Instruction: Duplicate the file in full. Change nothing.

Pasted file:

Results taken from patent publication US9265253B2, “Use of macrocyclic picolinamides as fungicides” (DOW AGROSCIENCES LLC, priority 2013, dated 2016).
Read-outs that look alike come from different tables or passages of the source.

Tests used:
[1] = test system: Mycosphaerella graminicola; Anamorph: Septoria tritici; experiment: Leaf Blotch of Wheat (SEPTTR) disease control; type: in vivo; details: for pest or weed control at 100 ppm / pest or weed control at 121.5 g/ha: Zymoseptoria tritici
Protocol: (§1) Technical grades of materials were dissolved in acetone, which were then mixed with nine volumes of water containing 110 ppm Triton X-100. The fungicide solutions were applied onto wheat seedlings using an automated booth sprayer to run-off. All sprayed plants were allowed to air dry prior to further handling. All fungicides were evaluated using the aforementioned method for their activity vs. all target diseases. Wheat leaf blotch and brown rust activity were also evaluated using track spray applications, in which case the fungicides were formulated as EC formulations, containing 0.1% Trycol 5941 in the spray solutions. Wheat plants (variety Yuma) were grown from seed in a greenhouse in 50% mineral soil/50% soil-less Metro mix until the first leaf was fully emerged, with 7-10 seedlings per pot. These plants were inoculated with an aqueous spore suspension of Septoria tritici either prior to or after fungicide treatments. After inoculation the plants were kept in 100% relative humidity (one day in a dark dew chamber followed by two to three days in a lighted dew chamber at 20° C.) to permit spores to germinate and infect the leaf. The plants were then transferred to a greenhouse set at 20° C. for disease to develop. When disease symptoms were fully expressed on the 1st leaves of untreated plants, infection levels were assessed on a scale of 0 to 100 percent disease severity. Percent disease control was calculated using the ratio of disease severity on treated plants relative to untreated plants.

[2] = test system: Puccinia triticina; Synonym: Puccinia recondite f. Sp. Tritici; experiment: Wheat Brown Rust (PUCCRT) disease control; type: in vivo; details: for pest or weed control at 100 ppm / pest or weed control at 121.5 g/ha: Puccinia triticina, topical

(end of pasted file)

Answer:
Results taken from patent publication US9265253B2, “Use of macrocyclic picolinamides as fungicides” (DOW AGROSCIENCES LLC, priority 2013, dated 2016).
Read-outs that look alike come from different tables or passages of the source.

Tests used:
[1] = test system: Mycosphaerella graminicola; Anamorph: Septoria tritici; experiment: Leaf Blotch of Wheat (SEPTTR) disease control; type: in vivo; details: for pest or weed control at 100 ppm / pest or weed control at 121.5 g/ha: Zymoseptoria tritici
Protocol: (§1) Technical grades of materials were dissolved in acetone, which were then mixed with nine volumes of water containing 110 ppm Triton X-100. The fungicide solutions were applied onto wheat seedlings using an automated booth sprayer to run-off. All sprayed plants were allowed to air dry prior to further handling. All fungicides were evaluated using the aforementioned method for their activity vs. all target diseases. Wheat leaf blotch and brown rust activity were also evaluated using track spray applications, in which case the fungicides were formulated as EC formulations, containing 0.1% Trycol 5941 in the spray solutions. Wheat plants (variety Yuma) were grown from seed in a greenhouse in 50% mineral soil/50% soil-less Metro mix until the first leaf was fully emerged, with 7-10 seedlings per pot. These plants were inoculated with an aqueous spore suspension of Septoria tritici either prior to or after fungicide treatments. After inoculation the plants were kept in 100% relative humidity (one day in a dark dew chamber followed by two to three days in a lighted dew chamber at 20° C.) to permit spores to germinate and infect the leaf. The plants were then transferred to a greenhouse set at 20° C. for disease to develop. When disease symptoms were fully expressed on the 1st leaves of untreated plants, infection levels were assessed on a scale of 0 to 100 percent disease severity. Percent disease control was calculated using the ratio of disease severity on treated plants relative to untreated plants.

[2] = test system: Puccinia triticina; Synonym: Puccinia recondite f. Sp. Tritici; experiment: Wheat Brown Rust (PUCCRT) disease control; type: in vivo; details: for pest or weed control at 100 ppm / pest or weed control at 121.5 g/ha: Puccinia triticina, topical